I see zero indication that Dudley is even slightly concerned about the Fed’s overshooting with its rate hikes. However, he is supremely confident that inflation will overshoot if the Fed doesn’t tighten policy. Perhaps more disturbing, a MarketWatch story says that Dudley remarked that he “is not paying much attention to signals of concern from the bond market.”

Read that again. If someone has his exact quote, I’d love to see it, because this is astonishing. The NY Fed’s president is a permanent FOMC member precisely because he is closest to the bond market and is responsible for executing the Fed’s trades. Yet by his own admission he is ignoring the market’s concerns.

Could that be because Dudley doesn’t like the markets’ message? Futures prices show that traders do not believe the Fed will raise rates as aggressively as the FOMC’s dot plots say it will. That’s kind of an important signal. Dudley’s job is to listen to it. If he’s not listening, why not?

I have a theory.

Great Fed Rotation

All this is happening as the Fed is on the cusp of drastic change.

The Federal Reserve System has a seven-member Board of Governors. Three of those seven seats are currently vacant. President Trump has not nominated anyone yet, although two names have been floated in the press (including NIRP lover Goodfriend). Even if Trump were to nominate them tomorrow, they would still have to go through Senate confirmation, and the Senators have a lot on their plates.

Meanwhile, Janet Yellen’s term in the chair expires on February 8, 2018, and Vice-Chair Stanley Fischer’s term ends in June 2018. Their board terms are separate, so both could theoretically remain governors after their leadership terms expire, but most observers expect them to retire. Their staying would not be without precedent (I think there was one exception), but it certainly would be an eye-opener. So, if things go as expected, Trump will have two more seats to fill.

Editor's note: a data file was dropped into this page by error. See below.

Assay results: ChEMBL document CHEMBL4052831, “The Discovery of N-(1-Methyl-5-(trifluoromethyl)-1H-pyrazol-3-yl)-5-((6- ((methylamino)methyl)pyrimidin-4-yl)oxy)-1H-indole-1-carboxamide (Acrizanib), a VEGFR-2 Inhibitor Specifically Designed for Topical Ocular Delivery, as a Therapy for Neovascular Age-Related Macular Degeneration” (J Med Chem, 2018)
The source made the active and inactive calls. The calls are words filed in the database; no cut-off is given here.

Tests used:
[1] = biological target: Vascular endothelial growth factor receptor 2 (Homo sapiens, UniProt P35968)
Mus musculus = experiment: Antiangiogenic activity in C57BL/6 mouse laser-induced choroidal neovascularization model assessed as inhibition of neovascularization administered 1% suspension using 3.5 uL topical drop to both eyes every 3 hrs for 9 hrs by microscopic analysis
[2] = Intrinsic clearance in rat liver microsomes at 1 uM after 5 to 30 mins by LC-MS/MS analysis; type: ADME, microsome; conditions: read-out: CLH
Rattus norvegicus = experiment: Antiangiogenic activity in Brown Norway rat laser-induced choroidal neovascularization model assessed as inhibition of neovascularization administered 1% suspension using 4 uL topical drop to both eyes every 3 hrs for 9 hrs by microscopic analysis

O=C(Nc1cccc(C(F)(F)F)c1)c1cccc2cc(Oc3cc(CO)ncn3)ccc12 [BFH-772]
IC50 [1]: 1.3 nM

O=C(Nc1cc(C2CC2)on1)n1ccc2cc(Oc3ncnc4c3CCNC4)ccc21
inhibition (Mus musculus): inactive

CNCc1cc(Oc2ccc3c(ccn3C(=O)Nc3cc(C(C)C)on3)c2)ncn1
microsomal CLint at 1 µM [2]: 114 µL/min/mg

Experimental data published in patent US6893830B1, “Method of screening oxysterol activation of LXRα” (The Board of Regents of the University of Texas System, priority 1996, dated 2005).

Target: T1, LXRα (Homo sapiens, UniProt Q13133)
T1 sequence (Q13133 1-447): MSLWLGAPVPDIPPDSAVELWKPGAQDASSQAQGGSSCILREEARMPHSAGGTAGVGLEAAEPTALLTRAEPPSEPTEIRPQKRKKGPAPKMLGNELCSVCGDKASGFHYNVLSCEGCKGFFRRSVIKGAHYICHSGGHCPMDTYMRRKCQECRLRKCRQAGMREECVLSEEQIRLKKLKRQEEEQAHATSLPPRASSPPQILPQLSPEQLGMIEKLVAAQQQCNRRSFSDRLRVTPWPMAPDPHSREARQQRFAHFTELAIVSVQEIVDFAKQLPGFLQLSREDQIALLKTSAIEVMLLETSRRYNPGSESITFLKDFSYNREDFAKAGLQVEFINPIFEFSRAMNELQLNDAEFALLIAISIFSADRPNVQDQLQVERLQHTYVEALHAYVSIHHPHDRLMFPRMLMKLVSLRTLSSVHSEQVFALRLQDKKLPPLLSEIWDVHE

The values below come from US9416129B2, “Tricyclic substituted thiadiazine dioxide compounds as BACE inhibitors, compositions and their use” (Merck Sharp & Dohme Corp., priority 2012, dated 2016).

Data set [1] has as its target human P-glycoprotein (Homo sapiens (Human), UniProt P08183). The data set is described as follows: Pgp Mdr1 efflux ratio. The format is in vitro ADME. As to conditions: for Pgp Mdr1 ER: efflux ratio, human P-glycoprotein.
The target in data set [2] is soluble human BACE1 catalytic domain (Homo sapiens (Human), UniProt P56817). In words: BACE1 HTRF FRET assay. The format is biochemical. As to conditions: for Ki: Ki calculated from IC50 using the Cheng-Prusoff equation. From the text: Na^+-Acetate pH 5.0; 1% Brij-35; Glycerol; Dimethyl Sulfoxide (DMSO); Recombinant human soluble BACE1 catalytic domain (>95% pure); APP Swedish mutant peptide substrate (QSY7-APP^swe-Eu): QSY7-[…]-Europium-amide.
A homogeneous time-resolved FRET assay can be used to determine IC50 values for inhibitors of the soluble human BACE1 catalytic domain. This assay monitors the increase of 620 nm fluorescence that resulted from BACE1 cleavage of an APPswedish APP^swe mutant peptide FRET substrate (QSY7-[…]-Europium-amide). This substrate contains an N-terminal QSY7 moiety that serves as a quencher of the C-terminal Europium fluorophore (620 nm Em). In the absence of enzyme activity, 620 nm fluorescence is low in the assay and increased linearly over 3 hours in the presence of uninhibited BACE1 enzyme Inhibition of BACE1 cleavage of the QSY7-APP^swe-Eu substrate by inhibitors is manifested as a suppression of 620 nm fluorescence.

So, we are potentially one year away from a Board of Governors with at least five of the seven being Trump appointees. And it seems highly likely that Lael Brainard will not stick around much longer after Yellen leaves, and then the only question remaining is whether Jerome Powell steps down. I know nothing of his plans, but it could happen. Is his ideal career move to remain on the FOMC as the odd man out?

The seven Fed governors – when there are that many – all sit on the Federal Open Market Committee, which sets interest rates and makes other monetary policy. Also voting on the FOMC are the New York Fed’s president and a rotating cast of four other regional Fed presidents.

President Trump does not appoint the regional Fed bank presidents. They answer to their own boards, which comprise bankers from their regions. So the FOMC has both political appointees and commercial bank representatives. It was set up that way on purpose. But it’s also no accident that the political appointees constitute a majority – or will when more Trump appointees take their seats.

The FOMC works by consensus. Most of its decisions are unanimous or almost unanimous. Fed chairs strive mightily to get everyone on the same page, which I’m sure is tough, on the level of herding cats or getting Republicans in the House to agree. It’s also important – banks and private businesses want to see stability.

Enter Donald Trump, for whom stability is a lesser priority.

The FOMC members must see what is coming. Their beloved unity is in danger, and I doubt they are pleased. I believe a faction on the FOMC wants to cement its own preferred policies in place and make it difficult or impossible for a new majority to change course in 2018 or thereafter. Yellen, Fischer, and Dudley all seem to be of that mind, and they are now taking a hawkish approach to monetary policy. That’s why they don’t want to do the otherwise sensible thing, which is to wait for more evidence that inflation is a problem before tightening further, especially so late in the recovery cycle.